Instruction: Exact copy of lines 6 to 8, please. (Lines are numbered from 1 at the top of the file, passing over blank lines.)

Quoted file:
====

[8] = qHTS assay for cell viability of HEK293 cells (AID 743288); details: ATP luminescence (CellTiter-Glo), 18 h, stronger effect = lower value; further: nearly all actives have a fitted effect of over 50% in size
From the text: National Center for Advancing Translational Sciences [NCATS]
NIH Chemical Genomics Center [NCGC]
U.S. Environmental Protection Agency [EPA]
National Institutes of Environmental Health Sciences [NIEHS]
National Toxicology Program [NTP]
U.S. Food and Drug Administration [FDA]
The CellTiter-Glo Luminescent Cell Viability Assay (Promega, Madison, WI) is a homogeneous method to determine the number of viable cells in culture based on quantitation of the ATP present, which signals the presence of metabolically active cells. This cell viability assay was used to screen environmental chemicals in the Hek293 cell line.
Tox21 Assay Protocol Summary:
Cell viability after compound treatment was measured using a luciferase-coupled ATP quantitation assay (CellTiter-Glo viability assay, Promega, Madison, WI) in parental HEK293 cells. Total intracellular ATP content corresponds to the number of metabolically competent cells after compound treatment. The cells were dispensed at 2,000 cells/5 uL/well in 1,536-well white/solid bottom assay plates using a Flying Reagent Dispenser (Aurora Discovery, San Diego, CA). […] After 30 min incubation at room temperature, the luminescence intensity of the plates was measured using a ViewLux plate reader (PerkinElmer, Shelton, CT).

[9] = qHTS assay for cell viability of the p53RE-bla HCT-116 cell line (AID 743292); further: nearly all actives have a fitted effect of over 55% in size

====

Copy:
National Toxicology Program [NTP]
U.S. Food and Drug Administration [FDA]
The CellTiter-Glo Luminescent Cell Viability Assay (Promega, Madison, WI) is a homogeneous method to determine the number of viable cells in culture based on quantitation of the ATP present, which signals the presence of metabolically active cells. This cell viability assay was used to screen environmental chemicals in the Hek293 cell line.